Achieving excellence should be an option for everyone.
Dia Chawla is just one of 5,000 students in the nation to achieve a perfect 36 on her ACT. The score was the culmination of years of hard work. However, Dia realized she had an advantage that many do not in the form of expensive books and tutoring. She lives in an area that is highly segregated with many impoverished students. So, she began an ACT Preparation class with seven African American students from a nearby public school. Based on the success, she invited seven students from her own school to join the class, thus founding the ACT Diversity Preparation Club. “For the first time in decades in my town, there was an intermingling of races in a classroom. All 14 of my students saw improvements in their ACT scores; more importantly, they saw improvement in their outlook. I realized through this class that I was not just the teacher; rather, I was the student, learning about the beauty of acceptance of all people.”
Dia, herself, has been on the receiving end of non-acceptance. Because she always focused on academics at the encouragement of her parents, in elementary school, she was the target of mocking for her lack of athletic skill. “During recess and PE, the kids would pick teammates and I was always the last girl selected. My confidence was shot, and I struggled in all sports.” She resolved to change the game and began watching every sports video she could find on YouTube and taking on her older brother in backyard competitions. “I took a beating, but the hard work ethic I derived from these embarrassing moments lit a fire under my belly.” Dia turned that fire into victory in multiple sports. She became a varsity starter on the tennis team in sixth grade and has since won a state title. She led her basketball team in free throw percentage her junior year and secured a spot as a key reserve on the 2020 Academy High School basketball state championship team. She captained the state championship dance team and has won 12 individual first place and high scores in Mid South regional competitive dance.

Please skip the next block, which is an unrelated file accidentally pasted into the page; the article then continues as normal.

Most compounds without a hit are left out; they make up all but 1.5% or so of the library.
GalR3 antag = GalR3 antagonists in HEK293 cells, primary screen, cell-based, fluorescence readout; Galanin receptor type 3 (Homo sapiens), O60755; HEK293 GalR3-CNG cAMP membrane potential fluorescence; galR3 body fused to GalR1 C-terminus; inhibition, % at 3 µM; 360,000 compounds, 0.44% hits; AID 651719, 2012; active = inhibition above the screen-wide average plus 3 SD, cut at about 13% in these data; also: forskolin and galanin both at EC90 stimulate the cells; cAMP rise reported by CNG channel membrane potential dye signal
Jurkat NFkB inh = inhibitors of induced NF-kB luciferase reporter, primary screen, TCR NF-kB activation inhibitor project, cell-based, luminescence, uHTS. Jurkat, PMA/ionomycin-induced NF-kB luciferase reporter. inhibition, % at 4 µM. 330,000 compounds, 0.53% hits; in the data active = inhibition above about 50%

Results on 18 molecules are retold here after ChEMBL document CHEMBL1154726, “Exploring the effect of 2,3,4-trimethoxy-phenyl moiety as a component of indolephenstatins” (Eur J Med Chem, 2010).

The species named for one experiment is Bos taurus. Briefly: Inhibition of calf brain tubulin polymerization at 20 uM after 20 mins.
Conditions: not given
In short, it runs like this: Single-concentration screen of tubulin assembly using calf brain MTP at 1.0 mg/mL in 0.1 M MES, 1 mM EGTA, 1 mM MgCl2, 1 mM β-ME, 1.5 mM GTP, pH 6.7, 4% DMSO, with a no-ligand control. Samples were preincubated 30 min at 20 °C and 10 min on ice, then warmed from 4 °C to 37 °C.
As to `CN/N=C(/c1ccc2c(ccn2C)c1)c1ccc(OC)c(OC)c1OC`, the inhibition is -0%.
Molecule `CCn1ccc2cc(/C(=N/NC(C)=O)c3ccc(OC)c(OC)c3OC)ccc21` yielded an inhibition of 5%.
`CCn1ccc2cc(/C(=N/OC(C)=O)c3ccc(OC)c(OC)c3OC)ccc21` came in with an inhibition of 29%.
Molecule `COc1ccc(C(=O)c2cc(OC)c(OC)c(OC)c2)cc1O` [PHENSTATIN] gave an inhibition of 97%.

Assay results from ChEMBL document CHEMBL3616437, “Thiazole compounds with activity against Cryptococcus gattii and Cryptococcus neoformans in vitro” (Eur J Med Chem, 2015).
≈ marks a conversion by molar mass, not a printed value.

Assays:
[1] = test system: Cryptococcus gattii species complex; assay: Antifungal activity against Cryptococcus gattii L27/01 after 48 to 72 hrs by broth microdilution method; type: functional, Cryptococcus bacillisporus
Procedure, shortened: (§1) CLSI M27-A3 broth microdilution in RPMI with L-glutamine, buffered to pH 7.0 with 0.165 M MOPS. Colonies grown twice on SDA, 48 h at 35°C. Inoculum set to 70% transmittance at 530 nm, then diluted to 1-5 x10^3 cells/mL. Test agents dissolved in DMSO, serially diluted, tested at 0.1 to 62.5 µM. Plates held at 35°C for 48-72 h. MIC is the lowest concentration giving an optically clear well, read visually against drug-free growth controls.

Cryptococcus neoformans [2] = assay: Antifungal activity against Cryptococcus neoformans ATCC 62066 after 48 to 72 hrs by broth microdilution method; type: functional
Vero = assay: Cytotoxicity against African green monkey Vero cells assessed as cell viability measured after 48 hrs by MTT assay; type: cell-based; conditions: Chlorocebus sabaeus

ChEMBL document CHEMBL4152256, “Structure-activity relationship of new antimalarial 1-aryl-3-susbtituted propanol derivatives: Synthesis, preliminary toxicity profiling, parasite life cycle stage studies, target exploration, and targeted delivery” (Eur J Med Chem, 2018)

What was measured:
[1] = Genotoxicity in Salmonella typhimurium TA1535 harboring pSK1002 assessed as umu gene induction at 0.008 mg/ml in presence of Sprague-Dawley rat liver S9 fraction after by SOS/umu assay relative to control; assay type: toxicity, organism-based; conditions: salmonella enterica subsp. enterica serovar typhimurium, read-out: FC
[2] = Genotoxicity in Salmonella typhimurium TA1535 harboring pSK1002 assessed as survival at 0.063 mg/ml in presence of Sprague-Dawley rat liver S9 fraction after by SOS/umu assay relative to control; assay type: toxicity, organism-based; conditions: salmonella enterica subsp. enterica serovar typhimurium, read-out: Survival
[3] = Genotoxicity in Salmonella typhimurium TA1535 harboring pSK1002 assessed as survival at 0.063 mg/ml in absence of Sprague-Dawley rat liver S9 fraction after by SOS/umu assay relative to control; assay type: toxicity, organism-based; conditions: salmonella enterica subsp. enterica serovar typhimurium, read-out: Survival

These experiences have taught Dia that winning isn’t about where you come from; it’s about the hard work you’re willing to put in. Still, she recognizes that not everyone has the same opportunities to excel. Through her volunteer work with organizations like the Boys and Girls Club and a local rural hospital, she’s become keenly aware of the inequities that exist in her own community, and she has made it her mission to do her part to change that. She plans to study pre-medicine and public policy so she can put herself in a position to continue making a difference and ensuring everyone has the chance to realize their potential.
“I hope to promote diversity and friendship by bringing students of different races together.”
~ Dia Chawla ~